You can configure a runner group to be accessible to a specific list of repositories, or to all repositories in the organization. By default, only private repositories can access runners in a runner group, but you can override this. This setting can't be overridden if configuring an organization's runner group that was shared by an enterprise.

    Warning:

    We recommend that you only use self-hosted runners with private repositories. This is because forks of your repository can potentially run dangerous code on your self-hosted runner machine by creating a pull request that executes the code in a workflow.

    For more information, see "About self-hosted runners."

    Add runner group options

  6. Click Save group to create the group and apply the policy.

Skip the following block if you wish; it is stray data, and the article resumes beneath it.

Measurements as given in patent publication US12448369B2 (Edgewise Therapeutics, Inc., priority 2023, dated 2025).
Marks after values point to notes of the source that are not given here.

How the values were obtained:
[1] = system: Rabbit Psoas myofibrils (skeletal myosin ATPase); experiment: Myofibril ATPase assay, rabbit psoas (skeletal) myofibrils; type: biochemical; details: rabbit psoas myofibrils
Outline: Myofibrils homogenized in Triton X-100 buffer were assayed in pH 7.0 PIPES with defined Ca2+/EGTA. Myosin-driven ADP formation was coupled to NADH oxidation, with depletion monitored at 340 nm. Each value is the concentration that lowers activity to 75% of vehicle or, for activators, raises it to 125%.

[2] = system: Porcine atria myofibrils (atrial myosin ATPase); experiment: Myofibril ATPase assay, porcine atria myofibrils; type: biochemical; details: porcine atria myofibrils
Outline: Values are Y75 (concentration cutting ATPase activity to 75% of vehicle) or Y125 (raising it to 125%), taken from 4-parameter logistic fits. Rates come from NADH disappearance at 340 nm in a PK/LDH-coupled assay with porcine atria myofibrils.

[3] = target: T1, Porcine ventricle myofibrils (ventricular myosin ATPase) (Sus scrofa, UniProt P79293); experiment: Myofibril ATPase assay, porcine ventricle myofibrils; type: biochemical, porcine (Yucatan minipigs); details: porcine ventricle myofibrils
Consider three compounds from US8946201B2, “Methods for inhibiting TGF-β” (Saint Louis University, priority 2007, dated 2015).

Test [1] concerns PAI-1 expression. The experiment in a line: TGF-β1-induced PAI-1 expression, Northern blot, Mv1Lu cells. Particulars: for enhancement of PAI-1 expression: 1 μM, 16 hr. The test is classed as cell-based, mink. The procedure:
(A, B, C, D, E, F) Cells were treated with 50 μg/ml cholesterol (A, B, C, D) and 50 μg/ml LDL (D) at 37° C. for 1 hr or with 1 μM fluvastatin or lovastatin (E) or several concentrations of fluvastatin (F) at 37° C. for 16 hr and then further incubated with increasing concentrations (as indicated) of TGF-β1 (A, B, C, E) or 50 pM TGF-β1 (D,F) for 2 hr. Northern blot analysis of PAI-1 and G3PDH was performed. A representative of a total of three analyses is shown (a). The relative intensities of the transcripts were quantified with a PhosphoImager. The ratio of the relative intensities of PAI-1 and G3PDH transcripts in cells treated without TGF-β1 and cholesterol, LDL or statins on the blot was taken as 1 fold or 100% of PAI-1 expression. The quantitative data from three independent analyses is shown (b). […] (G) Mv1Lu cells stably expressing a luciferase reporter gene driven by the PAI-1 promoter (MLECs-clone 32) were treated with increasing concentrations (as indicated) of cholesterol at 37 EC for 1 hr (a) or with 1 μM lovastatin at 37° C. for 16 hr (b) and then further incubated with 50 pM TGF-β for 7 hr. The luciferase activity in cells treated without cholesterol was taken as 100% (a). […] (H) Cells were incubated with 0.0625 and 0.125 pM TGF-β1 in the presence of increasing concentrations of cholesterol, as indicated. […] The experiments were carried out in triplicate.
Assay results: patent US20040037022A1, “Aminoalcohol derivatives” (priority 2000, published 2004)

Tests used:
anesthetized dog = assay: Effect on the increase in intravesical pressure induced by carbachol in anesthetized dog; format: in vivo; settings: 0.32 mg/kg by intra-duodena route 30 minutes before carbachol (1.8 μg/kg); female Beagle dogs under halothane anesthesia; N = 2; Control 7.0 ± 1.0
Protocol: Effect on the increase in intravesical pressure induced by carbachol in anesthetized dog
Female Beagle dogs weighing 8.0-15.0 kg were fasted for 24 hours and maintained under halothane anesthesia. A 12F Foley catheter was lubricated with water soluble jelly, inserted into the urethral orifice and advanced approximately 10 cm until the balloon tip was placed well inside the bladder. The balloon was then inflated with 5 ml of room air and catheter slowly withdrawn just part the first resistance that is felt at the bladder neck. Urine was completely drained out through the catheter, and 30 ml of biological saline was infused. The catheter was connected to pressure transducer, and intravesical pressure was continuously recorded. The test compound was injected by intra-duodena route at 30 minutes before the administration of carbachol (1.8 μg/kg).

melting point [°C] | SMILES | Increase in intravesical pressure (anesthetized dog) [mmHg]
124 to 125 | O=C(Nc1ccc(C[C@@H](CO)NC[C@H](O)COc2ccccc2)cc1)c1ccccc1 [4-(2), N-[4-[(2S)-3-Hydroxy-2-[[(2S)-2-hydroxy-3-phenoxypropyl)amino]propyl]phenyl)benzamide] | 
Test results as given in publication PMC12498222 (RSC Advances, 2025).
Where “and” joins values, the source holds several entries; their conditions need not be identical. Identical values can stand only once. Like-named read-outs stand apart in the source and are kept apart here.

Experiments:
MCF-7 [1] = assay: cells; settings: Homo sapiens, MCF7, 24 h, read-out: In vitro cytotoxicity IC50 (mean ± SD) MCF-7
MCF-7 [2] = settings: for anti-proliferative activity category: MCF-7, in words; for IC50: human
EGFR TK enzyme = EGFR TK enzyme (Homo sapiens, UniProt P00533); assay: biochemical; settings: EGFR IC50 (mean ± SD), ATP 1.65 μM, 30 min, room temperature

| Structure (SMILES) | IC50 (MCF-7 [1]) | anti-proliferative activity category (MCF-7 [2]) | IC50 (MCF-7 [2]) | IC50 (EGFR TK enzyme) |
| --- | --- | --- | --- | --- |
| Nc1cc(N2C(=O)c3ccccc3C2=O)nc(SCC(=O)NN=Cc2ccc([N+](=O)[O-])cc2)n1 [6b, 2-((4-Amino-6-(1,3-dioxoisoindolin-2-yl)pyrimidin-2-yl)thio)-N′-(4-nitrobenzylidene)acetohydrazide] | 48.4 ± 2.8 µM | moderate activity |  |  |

Creating a self-hosted runner group for an enterprise

Enterprises can add their self-hosted runners to groups for access management. Enterprises can create groups of self-hosted runners that are accessible to specific organizations in the enterprise account. Organization owners can then assign additional granular repository access policies to the enterprise runner groups. For information about how to create a self-hosted runner group with the REST API, see the enterprise endpoints in the GitHub Actions REST API.

Self-hosted runners are automatically assigned to the default group when created, and can only be members of one group at a time. You can assign the runner to a specific group during the registration process, or you can later move the runner from the default group to a custom group.